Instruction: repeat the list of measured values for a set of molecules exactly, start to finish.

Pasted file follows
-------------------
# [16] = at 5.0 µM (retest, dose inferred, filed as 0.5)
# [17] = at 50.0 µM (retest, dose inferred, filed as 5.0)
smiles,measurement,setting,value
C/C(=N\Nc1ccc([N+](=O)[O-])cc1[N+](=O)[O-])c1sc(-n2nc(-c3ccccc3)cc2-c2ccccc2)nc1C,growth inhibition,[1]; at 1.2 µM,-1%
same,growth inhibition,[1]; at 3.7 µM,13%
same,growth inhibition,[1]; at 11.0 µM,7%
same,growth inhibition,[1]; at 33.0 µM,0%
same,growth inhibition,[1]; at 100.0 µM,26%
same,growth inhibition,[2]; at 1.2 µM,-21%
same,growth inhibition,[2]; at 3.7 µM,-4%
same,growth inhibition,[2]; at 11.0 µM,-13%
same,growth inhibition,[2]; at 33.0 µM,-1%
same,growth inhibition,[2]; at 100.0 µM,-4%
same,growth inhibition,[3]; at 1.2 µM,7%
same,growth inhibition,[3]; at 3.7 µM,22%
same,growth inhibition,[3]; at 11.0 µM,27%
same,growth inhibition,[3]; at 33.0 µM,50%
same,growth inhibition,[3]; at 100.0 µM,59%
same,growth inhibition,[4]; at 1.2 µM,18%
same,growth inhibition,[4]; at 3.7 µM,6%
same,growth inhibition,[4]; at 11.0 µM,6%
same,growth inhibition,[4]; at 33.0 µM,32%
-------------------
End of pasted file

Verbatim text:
# [16] = at 5.0 µM (retest, dose inferred, filed as 0.5)
# [17] = at 50.0 µM (retest, dose inferred, filed as 5.0)
smiles,measurement,setting,value
C/C(=N\Nc1ccc([N+](=O)[O-])cc1[N+](=O)[O-])c1sc(-n2nc(-c3ccccc3)cc2-c2ccccc2)nc1C,growth inhibition,[1]; at 1.2 µM,-1%
same,growth inhibition,[1]; at 3.7 µM,13%
same,growth inhibition,[1]; at 11.0 µM,7%
same,growth inhibition,[1]; at 33.0 µM,0%
same,growth inhibition,[1]; at 100.0 µM,26%
same,growth inhibition,[2]; at 1.2 µM,-21%
same,growth inhibition,[2]; at 3.7 µM,-4%
same,growth inhibition,[2]; at 11.0 µM,-13%
same,growth inhibition,[2]; at 33.0 µM,-1%
same,growth inhibition,[2]; at 100.0 µM,-4%
same,growth inhibition,[3]; at 1.2 µM,7%
same,growth inhibition,[3]; at 3.7 µM,22%
same,growth inhibition,[3]; at 11.0 µM,27%
same,growth inhibition,[3]; at 33.0 µM,50%
same,growth inhibition,[3]; at 100.0 µM,59%
same,growth inhibition,[4]; at 1.2 µM,18%
same,growth inhibition,[4]; at 3.7 µM,6%
same,growth inhibition,[4]; at 11.0 µM,6%
same,growth inhibition,[4]; at 33.0 µM,32%